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Marriage Act

Marriage Act, 1753. Sometimes known as Lord Hardwicke's Act (26 Geo. II c. 33), this was a fundamental reform of English marriage law. Before 1753 a free exchange of vows between a couple could create a perfectly valid marriage. This led to much abuse, notably the practice whereby most Londoners married secretly, and often drunkenly, in private chapels near the Fleet prison. The Act stated that only weddings conducted in church, according to the rubric of the English Book of Common Prayer, and with banns called, were valid. Since only Jews and quakers were exempted from the scope of the Act, dissenting marriages were disallowed. Not until the Dissenters' Marriage Act of 1836 were they permitted to marry in their own chapels or by a civil contract.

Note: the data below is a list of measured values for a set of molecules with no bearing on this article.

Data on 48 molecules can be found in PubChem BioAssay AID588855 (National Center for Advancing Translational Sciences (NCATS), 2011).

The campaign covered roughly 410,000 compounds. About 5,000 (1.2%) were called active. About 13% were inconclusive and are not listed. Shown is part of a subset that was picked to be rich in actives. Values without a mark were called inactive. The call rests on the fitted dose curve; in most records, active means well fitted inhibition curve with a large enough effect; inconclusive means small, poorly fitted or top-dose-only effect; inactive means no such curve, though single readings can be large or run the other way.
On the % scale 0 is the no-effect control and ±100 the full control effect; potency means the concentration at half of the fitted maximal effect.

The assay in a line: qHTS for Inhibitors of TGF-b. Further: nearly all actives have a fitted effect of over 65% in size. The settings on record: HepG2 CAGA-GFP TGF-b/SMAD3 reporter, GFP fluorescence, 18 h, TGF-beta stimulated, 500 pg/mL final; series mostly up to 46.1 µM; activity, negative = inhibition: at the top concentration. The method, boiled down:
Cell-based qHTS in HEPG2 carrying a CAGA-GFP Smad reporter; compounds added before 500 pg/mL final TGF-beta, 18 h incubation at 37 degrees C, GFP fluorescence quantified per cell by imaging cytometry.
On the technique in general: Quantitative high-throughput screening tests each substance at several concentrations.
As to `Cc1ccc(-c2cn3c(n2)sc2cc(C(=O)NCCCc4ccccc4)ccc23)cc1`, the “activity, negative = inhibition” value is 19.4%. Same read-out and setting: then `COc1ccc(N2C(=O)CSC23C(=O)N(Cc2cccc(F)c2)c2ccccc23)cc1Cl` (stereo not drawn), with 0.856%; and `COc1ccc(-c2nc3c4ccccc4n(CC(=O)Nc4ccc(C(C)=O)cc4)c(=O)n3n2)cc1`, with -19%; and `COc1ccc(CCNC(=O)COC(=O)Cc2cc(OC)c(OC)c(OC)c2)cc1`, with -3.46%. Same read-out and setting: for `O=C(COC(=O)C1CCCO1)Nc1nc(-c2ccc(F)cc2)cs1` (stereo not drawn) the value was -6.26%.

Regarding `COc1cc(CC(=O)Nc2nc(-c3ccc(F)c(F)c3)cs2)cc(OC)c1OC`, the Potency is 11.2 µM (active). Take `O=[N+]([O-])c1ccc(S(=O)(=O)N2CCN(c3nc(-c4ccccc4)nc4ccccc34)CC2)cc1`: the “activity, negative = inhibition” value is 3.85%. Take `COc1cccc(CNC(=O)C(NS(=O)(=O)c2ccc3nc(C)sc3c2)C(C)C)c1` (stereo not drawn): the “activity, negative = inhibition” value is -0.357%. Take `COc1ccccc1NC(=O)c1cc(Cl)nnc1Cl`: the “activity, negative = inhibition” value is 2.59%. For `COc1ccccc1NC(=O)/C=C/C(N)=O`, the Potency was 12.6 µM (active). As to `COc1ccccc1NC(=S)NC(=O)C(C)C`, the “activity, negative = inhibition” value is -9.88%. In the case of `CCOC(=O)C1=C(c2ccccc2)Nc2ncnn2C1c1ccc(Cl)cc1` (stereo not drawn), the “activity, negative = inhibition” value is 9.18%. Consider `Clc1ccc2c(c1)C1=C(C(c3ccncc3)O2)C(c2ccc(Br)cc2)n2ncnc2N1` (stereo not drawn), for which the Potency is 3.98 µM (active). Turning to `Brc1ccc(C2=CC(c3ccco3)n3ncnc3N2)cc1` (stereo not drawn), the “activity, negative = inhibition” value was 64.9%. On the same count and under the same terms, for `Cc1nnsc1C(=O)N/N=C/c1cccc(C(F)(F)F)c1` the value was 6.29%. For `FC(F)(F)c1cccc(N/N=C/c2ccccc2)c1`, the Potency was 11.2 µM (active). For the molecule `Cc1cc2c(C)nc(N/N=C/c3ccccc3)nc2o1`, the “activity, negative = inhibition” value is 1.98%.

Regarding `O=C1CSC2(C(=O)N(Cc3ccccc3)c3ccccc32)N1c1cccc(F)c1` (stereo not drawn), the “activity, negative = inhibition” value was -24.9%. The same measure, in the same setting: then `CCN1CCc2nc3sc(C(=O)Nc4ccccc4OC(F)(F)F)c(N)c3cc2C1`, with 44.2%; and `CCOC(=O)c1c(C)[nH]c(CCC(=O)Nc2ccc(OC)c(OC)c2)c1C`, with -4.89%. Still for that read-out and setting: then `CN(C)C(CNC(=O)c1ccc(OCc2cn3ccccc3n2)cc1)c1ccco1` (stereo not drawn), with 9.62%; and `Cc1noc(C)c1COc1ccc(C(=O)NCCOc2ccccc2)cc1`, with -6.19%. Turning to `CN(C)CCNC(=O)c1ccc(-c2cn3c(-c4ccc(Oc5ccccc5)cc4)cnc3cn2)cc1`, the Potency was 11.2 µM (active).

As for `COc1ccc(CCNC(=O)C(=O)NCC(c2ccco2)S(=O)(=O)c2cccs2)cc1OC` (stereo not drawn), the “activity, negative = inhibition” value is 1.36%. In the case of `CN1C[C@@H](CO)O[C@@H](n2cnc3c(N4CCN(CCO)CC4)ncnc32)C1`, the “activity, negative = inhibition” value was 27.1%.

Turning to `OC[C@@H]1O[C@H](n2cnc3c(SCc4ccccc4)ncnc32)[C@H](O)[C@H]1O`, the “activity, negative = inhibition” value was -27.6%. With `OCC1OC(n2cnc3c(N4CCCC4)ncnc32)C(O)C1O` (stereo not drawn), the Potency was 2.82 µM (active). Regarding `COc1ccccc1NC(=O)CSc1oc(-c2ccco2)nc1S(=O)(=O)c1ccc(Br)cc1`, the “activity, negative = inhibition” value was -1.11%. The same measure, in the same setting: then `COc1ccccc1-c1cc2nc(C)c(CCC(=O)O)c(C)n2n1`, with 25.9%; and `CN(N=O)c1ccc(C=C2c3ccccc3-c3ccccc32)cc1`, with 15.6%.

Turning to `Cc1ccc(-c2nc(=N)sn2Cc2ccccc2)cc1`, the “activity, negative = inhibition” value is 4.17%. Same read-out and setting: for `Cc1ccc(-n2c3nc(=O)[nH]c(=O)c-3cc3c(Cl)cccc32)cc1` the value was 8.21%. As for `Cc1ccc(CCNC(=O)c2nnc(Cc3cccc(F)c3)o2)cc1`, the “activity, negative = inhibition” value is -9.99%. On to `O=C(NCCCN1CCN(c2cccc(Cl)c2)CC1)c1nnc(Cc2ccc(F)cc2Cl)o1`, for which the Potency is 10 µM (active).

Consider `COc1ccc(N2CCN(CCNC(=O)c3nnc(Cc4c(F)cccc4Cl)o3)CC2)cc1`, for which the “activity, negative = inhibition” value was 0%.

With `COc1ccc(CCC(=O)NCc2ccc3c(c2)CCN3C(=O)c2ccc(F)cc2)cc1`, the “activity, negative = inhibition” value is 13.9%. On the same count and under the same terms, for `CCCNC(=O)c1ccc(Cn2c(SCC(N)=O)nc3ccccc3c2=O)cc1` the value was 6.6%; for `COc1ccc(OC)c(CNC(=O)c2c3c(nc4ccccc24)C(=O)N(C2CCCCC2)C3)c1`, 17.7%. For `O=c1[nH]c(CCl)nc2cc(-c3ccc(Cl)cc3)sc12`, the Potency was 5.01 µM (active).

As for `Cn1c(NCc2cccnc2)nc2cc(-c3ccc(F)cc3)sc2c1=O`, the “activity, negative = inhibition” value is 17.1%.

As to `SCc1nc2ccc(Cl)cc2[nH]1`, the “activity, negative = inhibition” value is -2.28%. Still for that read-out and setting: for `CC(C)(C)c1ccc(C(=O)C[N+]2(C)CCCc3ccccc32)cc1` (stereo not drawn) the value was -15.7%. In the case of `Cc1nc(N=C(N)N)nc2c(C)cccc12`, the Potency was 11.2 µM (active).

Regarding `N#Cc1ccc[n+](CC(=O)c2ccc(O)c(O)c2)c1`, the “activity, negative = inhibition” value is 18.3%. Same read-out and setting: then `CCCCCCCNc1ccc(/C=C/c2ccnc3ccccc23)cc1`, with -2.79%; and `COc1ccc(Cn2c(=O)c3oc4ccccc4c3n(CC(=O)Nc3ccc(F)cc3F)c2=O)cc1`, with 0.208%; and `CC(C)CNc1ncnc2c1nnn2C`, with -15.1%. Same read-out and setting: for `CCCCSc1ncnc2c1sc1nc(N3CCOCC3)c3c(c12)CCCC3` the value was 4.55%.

Jeremy Boulton

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